I surely must not be the first (nor the last) person to point this out, but the McCain/Bush “compromise” on torture is illegal because it goes against Article VI of the US Constitution.
First, some background.
On Friday, the traditional media was reporting that Bush “relented” and reached a “compromise” with the “rebel” Republicans in the Senate:
On the interrogation of prisoners, the White House gave up insisting that Congress reinterpret the Geneva Conventions to give it maximum latitude. In exchange, the administration got the “clarity” it wanted so CIA employees can function without fear of prosecution. Congress is supposed to define what “grave breaches” of the Geneva Conventions will be punishable under the War Crimes Act, which will outlaw not just torture but also some other brutal techniques.
Wait a minute.
Congress gets to decide “what grave breaches” of the Geneva Conventions will be punishable? I presume that means that if a 50%+1majority of Congressmen decide that some heinous form of physical or mental abuse is OK, and the president goes along (which he will) then the Geneva Conventions will be null and void. That is a re-writing of international law in my book.
It gets worse:
Aside from “grave breaches,” the president would have the power to decide what methods may be used. But for the first time, he must publish the rules in the Federal Register for all to see.
So both the Congress and the president have the ability to unilaterally redefine the terms of the Geneva Convention. They get to decide which parts of the Geneva Convention rules they will break. No wonder they reached a compromise — share and share alike!
McCain, showing how far he’ll go to become the next Torturer-in-Chief, pronounces the entire deal to be OK:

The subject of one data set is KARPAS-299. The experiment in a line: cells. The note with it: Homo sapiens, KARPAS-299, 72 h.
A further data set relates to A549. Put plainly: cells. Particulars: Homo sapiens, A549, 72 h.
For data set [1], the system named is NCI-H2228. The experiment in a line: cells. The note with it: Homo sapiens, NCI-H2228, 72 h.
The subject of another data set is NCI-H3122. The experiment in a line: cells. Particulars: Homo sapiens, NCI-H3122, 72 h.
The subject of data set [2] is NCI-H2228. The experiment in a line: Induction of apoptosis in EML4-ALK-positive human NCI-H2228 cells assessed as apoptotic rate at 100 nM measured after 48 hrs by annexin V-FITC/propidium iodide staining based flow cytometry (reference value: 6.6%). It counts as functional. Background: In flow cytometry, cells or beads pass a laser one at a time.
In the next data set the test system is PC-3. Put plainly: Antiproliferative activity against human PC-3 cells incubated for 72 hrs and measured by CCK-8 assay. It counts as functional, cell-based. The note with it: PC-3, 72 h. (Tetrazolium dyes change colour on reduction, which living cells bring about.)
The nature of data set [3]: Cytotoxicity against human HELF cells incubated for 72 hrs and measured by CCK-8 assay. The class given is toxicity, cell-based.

“There is no doubt that the integrity and letter and spirit of the Geneva Conventions have been preserved,” McCain said after hours of closed-door, often tense negotiations.
No. Just no. You can’t have it both ways, Senator McCain. The fact is, this law guts the Geneva Convention which, by the way, is the law of the land. In effect, the Republicans have violated the US Constitution, something they are sworn to uphold.
How so? Article VI of the US Constitution, in part, says this:
This Constitution, and the laws of the United States which shall be made in pursuance thereof; and all treaties made, or which shall be made, under the authority of the United States, shall be the supreme law of the land; and the judges in every state shall be bound thereby, anything in the Constitution or laws of any State to the contrary notwithstanding.
The Senators and Representatives before mentioned, and the Members of the several State Legislatures, and all executive and judicial Officers, both of the United States and of the several States, shall be bound by Oath or Affirmation, to support this Constitution; but no religious Test shall ever be required as a Qualification to any Office or public Trust under the United States.
That means that the Geneva Conventions are the law of the land. And no “law” passed by Congress and signed by the president can make it otherwise.
The only question left is this: where are the Democrats? Will they stand up for the Constitution? Senator Reid‘s initial statement on the “compromise” was not encouraging:
Democrats are united behind the need to work on a bipartisan basis to bring terrorists to justice, and to do it in a manner consistent with our laws, our values, and our national security. Hopefully, today’s press conference means that President Bush and the congressional Republican leadership have changed course and listened to numerous national security experts such as General Colin Powell. Five years after 9/11, it is time to make the tough and smart decisions to give the American people the real security they deserve.
This isn’t about security Mr. Reid. The fact is, the president and members of Congress are sworn to uphold the US Constitution. If you break that simple but powerful oath, you should be kicked out of office at the earliest possible opportunity.